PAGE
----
Healthcare
A lack of funds and the poor quality of public healthcare services have ensured a health crisis looms before India.
  • Saturday, April 07, 2018 - 16:24

By Sukanya Bhaumik

This World Health Day, the World Health Organization (WHO) is pushing for Universal Health Coverage (UHC) across many countries. It is a well-established fact now, that countries that invest in UHC make a sound investment in their human capital. In recent decades, UHC has emerged as a key strategy to make progress towards other health-related and broader development goals. Access to essential quality care and financial protection not only enhances people’s health and life expectancy, it also protects countries from epidemics, reduces poverty and the risk of hunger, creates jobs, drives economic growth and enhances gender equality.

Though India’s health indicators have made some improvements over the last decade, it is still lagging when compared to other countries similar to it in progress and per capita Gross Domestic Product (GDP). Indian Government expenditure on healthcare is a little over 1% of GDP today. In contrast, the world average healthcare outlay stands at 5.99%. Cross-country comparable NHA (National Health Accounts) data shows that India’s OOP (out of pocket) spending as a proportion of total health expenditure is extremely high when compared with BRICS nations. International experience indicates that low public spending is behind the high OOP share in India. Of the total health spending in India, the government contributes just 29%. Apart from financial neglect, the quality of public health services is another serious problem. The average middle-income Indian has shifted to private centres, thereby, increasing the average out-of-pocket health expenditures.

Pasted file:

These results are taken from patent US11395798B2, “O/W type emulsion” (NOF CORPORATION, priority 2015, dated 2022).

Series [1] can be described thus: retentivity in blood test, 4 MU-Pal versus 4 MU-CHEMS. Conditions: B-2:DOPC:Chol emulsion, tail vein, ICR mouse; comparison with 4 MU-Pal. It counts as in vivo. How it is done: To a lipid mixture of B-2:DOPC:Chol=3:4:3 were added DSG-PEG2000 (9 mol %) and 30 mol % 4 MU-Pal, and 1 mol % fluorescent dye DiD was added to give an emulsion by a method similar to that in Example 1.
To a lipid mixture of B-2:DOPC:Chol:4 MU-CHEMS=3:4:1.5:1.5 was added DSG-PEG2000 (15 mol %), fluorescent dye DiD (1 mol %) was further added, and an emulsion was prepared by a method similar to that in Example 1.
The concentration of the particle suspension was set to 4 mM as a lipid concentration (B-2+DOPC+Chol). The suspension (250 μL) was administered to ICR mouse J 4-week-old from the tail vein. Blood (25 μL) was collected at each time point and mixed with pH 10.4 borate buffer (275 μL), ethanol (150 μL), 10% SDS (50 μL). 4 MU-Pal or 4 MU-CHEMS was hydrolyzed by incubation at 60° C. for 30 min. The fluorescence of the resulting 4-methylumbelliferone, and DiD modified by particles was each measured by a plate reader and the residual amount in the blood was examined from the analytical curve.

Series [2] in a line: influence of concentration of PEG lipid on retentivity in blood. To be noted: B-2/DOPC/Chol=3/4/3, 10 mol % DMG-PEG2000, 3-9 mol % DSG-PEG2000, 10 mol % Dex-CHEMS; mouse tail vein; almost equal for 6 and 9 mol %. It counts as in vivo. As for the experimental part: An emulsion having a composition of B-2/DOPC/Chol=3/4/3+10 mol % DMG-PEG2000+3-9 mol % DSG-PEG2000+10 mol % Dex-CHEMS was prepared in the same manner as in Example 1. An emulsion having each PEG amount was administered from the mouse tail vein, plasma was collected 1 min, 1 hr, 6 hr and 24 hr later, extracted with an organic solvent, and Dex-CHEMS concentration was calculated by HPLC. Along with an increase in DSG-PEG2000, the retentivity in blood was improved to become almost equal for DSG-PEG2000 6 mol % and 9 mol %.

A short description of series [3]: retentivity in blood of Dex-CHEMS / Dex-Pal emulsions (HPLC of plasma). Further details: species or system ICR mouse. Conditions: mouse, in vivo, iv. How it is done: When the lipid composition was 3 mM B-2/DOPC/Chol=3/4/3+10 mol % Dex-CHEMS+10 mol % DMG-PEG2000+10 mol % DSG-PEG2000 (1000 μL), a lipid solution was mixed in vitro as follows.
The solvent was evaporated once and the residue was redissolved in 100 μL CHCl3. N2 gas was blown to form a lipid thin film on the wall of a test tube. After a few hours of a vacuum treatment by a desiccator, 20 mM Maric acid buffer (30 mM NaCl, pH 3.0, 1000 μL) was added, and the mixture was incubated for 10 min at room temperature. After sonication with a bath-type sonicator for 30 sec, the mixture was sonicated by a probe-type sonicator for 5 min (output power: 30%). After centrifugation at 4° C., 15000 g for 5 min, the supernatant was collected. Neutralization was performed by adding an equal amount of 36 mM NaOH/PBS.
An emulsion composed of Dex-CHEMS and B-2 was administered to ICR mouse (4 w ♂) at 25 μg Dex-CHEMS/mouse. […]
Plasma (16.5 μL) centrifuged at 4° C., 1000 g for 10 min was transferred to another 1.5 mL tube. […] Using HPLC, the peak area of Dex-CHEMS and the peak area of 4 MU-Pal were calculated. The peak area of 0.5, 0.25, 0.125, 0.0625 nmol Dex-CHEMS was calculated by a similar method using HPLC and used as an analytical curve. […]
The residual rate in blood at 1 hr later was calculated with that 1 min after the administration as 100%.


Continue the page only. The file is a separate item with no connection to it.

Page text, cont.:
Owing to unreliable public health services and an unviable health insurance model, the poor are compelled to spend heavily on private medical care when faced with health shocks; this drives many people into the fold of poverty. It is well known that 85% of all healthcare needs can be managed effectively at the primary care level, where the costs of care are substantially lower (including curative, preventive, and promotive care). From the evidence across the world, it appears that the countries that have a strong primary healthcare system have better health outcomes, lower inequalities in these outcomes, and lower costs of care.

The current status of Primary Health Centres (PHC) in India is very grim. In the 25,650 PHCs in the country, 15,700 (61.2%) function with one doctor each. As many as 1,974 (7.69%) do not have even a single doctor. While 9,183 (35.8%) of the total number of PHCs do not have a lab technician, 4,744 (18.4%) do not have a pharmacist. Primary healthcare services in India are located too far from the populations they serve, provide too little services, and have too little resources. Each PHC in India is supposed to serve a population of 25-30,000 (as per global standards one PHC serves a population of about 2000-3000).